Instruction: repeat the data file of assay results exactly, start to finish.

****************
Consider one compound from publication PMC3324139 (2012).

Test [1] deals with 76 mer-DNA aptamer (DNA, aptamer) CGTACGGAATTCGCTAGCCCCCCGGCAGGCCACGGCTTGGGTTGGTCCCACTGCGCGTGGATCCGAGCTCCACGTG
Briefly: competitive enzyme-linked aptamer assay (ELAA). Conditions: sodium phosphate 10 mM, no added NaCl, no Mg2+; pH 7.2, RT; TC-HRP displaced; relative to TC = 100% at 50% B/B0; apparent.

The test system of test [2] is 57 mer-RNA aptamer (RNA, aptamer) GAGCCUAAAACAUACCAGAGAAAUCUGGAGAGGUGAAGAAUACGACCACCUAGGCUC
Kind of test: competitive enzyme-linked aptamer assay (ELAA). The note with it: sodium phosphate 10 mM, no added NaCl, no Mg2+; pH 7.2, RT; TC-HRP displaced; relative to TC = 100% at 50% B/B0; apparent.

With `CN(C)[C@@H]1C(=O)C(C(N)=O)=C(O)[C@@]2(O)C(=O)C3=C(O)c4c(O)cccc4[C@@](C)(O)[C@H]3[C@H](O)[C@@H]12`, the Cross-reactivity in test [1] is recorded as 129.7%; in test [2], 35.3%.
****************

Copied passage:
Consider one compound from publication PMC3324139 (2012).

Test [1] deals with 76 mer-DNA aptamer (DNA, aptamer) CGTACGGAATTCGCTAGCCCCCCGGCAGGCCACGGCTTGGGTTGGTCCCACTGCGCGTGGATCCGAGCTCCACGTG
Briefly: competitive enzyme-linked aptamer assay (ELAA). Conditions: sodium phosphate 10 mM, no added NaCl, no Mg2+; pH 7.2, RT; TC-HRP displaced; relative to TC = 100% at 50% B/B0; apparent.

The test system of test [2] is 57 mer-RNA aptamer (RNA, aptamer) GAGCCUAAAACAUACCAGAGAAAUCUGGAGAGGUGAAGAAUACGACCACCUAGGCUC
Kind of test: competitive enzyme-linked aptamer assay (ELAA). The note with it: sodium phosphate 10 mM, no added NaCl, no Mg2+; pH 7.2, RT; TC-HRP displaced; relative to TC = 100% at 50% B/B0; apparent.

With `CN(C)[C@@H]1C(=O)C(C(N)=O)=C(O)[C@@]2(O)C(=O)C3=C(O)c4c(O)cccc4[C@@](C)(O)[C@H]3[C@H](O)[C@@H]12`, the Cross-reactivity in test [1] is recorded as 129.7%; in test [2], 35.3%.